Here’s an easy question: The last-or most memorable-time you said something hurtful you came to regret, were you basically feeling calm or were you feeling stressed out?

We all know children act out when they’re tired, hungry or mad that someone is hogging a favorite toy. But many also experience stress far more serious than missing naptime. It could be parents divorcing, a serious illness in the family, bullying at school, or any number of circumstances that threaten a child’s sense of security and feelings of lovability.So often, when we lash out at a spouse, partner or family member, stress is a factor. It may well start with a legitimate grievance, but add into the mix a bad day, a bad headache or other underlying stressors, and suddenly mature adults can regress to five-year-olds-tantrums and all.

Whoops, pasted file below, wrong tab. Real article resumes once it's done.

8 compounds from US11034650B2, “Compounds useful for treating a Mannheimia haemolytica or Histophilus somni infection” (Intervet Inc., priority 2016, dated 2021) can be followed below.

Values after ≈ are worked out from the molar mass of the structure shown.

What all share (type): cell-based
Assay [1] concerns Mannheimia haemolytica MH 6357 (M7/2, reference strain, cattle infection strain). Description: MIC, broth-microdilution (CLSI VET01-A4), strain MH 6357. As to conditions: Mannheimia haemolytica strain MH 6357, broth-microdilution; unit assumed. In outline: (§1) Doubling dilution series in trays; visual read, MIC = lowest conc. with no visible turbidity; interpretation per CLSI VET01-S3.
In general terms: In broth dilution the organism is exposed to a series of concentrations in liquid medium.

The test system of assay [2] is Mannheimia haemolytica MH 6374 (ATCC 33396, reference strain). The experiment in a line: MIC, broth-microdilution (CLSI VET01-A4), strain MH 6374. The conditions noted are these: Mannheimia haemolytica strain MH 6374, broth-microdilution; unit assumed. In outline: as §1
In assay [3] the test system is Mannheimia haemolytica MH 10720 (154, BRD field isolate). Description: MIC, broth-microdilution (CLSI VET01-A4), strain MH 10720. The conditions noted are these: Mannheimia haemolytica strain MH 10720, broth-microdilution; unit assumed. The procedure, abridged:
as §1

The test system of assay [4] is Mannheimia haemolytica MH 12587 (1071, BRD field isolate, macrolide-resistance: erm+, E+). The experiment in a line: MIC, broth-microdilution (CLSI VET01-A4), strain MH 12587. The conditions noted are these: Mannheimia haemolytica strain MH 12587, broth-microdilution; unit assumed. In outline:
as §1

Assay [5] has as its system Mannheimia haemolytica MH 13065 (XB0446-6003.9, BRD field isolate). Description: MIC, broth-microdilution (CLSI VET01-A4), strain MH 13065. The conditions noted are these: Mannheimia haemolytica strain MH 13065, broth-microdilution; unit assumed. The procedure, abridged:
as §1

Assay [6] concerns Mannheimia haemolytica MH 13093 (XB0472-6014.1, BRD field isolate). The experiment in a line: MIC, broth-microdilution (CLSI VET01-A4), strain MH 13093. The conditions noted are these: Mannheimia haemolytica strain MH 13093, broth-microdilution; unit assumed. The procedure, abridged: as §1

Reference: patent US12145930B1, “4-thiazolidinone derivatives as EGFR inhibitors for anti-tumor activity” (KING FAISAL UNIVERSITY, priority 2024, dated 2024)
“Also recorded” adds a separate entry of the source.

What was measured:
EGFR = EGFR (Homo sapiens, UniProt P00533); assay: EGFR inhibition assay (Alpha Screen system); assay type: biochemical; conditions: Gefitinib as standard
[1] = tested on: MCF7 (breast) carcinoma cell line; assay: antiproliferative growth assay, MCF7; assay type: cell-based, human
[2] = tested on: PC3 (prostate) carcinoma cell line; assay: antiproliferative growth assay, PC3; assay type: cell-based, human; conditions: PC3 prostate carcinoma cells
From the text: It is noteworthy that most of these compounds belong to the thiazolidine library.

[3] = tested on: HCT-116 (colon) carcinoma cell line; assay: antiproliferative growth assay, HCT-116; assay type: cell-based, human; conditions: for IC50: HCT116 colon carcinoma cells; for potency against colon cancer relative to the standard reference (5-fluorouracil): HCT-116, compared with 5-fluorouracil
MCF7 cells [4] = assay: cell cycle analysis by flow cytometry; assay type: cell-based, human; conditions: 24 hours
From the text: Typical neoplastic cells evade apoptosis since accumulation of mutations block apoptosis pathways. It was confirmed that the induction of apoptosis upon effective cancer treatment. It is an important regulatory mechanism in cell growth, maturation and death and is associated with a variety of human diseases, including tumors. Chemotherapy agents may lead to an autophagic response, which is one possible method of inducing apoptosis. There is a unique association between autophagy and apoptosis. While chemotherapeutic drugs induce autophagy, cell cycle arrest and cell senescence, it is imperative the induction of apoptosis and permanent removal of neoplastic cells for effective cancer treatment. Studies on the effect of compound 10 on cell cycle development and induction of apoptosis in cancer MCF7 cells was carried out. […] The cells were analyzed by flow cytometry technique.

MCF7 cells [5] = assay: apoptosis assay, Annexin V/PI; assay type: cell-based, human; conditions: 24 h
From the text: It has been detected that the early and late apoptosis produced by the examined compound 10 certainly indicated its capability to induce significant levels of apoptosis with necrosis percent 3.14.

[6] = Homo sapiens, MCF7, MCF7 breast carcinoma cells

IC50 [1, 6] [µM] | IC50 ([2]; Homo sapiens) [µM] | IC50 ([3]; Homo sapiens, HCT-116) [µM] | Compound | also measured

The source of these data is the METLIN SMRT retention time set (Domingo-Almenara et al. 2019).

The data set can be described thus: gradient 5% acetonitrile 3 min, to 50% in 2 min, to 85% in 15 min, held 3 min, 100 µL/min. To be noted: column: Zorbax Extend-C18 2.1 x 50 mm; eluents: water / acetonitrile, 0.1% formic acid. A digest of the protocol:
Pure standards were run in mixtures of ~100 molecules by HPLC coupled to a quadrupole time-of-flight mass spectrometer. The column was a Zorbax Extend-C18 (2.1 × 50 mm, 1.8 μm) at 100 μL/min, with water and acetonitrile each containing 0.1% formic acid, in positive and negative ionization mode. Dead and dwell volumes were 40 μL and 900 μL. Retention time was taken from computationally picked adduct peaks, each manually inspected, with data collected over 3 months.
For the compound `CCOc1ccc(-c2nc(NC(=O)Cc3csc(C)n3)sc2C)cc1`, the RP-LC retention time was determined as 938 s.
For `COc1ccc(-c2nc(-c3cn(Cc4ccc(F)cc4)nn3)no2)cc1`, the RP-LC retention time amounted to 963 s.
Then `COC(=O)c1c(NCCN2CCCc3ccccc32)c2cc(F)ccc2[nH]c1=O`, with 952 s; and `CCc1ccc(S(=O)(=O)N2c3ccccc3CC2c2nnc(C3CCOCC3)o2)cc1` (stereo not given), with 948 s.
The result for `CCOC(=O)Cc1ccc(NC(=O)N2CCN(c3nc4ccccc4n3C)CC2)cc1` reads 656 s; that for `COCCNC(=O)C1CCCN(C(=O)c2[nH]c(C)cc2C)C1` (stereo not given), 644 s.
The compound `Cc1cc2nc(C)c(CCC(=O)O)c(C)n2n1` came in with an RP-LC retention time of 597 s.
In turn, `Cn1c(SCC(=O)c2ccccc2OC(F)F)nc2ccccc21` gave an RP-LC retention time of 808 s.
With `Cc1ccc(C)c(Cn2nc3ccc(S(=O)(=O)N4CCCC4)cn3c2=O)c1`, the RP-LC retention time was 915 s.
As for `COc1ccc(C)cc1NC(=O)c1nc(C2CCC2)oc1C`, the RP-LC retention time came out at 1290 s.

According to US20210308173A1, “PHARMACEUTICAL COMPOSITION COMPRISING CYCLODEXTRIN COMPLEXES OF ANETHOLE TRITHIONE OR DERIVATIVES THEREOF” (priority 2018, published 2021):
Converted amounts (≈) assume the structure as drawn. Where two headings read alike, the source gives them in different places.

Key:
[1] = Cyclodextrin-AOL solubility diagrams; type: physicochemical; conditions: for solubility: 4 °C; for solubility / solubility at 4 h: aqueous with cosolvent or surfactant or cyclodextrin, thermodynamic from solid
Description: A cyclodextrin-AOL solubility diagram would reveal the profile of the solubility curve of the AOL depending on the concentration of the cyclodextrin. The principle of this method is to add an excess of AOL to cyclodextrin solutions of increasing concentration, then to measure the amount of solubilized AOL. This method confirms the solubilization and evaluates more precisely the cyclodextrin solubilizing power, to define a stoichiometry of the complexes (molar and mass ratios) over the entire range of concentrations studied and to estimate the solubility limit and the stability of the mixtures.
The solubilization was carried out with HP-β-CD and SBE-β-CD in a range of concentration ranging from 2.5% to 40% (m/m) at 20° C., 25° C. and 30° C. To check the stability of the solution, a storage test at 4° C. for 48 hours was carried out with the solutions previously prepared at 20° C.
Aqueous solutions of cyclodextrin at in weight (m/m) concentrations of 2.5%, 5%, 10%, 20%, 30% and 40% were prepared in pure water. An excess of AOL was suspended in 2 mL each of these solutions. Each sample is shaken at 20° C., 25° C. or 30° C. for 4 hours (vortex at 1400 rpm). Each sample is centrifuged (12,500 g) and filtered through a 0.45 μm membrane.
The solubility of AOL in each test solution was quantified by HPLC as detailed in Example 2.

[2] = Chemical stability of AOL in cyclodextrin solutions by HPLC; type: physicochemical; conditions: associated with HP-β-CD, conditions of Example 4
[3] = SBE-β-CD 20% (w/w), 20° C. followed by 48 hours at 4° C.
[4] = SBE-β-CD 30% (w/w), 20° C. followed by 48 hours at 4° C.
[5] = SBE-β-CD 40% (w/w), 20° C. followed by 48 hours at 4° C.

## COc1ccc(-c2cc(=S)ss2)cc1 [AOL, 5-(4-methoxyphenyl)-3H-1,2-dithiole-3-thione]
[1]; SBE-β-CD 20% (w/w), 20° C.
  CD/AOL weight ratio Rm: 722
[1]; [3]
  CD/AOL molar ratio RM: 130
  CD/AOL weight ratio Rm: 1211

When it comes to adults, here’s where stress can get really sneaky: it can take us back to those times when we felt stressed as a child, and we may regress to childlike responses. When your boss is critical of your work, it might remind you of a parent who never seemed to fully accept you. When your own child has trouble at school, it might remind you of similar situations you experienced. It can add up to make you feel vulnerable, lose perspective and regress to a more childlike state.

One result could be that when you go home and find your spouse forgot to pick up the milk at the store, you don’t think, “Oh, well. We can do without for one day.” Instead, you might actually feel that the household is falling apart while suspecting him or her of not caring enough to do what you asked-and lash out as a result.